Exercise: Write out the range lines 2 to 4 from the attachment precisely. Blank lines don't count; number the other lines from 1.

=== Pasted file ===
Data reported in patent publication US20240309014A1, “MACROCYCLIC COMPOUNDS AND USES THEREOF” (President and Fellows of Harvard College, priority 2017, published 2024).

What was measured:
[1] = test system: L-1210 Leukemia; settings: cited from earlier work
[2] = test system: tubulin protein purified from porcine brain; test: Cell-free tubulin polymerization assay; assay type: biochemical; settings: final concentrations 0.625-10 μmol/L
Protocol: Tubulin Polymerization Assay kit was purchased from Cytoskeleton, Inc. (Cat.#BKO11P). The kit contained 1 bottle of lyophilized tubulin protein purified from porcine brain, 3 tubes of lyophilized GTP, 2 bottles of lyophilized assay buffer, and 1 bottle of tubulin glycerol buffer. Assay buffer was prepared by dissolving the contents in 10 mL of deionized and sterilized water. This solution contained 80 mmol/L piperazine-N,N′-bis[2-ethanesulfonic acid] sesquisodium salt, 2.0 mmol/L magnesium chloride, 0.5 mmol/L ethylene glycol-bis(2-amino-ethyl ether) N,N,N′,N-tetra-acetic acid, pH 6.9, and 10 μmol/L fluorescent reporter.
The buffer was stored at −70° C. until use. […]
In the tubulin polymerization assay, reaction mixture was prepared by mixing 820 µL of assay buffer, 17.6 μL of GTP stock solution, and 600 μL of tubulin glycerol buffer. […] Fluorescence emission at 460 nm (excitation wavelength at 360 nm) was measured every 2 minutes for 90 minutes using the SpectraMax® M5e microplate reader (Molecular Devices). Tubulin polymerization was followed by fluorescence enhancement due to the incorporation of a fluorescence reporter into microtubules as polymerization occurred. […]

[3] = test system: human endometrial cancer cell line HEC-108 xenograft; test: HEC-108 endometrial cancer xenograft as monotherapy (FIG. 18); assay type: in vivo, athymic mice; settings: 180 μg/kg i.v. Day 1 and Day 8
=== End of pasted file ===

What was measured:
[1] = test system: L-1210 Leukemia; settings: cited from earlier work
[2] = test system: tubulin protein purified from porcine brain; test: Cell-free tubulin polymerization assay; assay type: biochemical; settings: final concentrations 0.625-10 μmol/L